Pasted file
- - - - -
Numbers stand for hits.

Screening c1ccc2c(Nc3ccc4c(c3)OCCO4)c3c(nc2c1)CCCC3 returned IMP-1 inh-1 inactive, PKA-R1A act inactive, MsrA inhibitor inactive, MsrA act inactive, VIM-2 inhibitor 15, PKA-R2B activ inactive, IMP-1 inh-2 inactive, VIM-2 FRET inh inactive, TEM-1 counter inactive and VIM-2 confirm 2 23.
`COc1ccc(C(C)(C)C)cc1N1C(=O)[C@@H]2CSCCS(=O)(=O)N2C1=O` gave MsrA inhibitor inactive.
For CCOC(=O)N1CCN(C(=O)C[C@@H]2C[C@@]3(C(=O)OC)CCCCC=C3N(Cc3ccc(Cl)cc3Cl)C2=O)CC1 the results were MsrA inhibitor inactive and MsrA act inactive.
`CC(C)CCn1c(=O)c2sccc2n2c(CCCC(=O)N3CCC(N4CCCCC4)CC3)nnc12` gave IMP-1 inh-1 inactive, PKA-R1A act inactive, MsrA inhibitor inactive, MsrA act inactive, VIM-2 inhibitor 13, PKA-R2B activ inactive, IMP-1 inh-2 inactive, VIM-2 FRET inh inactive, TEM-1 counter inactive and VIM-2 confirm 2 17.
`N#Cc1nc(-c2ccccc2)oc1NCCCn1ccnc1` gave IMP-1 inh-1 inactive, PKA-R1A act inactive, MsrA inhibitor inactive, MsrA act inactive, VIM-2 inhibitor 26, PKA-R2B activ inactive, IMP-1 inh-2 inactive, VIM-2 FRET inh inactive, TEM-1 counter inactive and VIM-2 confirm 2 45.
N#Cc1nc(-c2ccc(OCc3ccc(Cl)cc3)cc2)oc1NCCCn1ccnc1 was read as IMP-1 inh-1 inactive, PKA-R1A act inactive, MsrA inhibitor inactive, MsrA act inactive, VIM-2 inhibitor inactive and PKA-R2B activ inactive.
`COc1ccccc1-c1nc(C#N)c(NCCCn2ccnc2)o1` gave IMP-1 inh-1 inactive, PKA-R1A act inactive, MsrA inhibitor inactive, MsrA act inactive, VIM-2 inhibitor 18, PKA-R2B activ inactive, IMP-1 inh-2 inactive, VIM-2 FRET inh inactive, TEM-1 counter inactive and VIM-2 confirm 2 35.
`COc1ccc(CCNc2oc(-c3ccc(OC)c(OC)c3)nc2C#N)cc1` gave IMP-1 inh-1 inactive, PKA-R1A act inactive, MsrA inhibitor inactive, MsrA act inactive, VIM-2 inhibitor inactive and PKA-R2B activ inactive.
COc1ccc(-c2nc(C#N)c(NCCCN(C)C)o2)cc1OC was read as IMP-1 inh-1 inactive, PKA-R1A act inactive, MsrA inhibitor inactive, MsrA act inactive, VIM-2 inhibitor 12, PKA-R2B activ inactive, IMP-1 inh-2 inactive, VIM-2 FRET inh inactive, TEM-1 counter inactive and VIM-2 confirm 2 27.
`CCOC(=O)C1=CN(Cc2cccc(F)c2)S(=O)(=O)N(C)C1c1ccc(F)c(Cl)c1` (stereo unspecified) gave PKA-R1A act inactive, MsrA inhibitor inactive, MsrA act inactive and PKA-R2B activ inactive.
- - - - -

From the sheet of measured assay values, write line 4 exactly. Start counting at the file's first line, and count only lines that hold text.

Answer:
For CCOC(=O)N1CCN(C(=O)C[C@@H]2C[C@@]3(C(=O)OC)CCCCC=C3N(Cc3ccc(Cl)cc3Cl)C2=O)CC1 the results were MsrA inhibitor inactive and MsrA act inactive.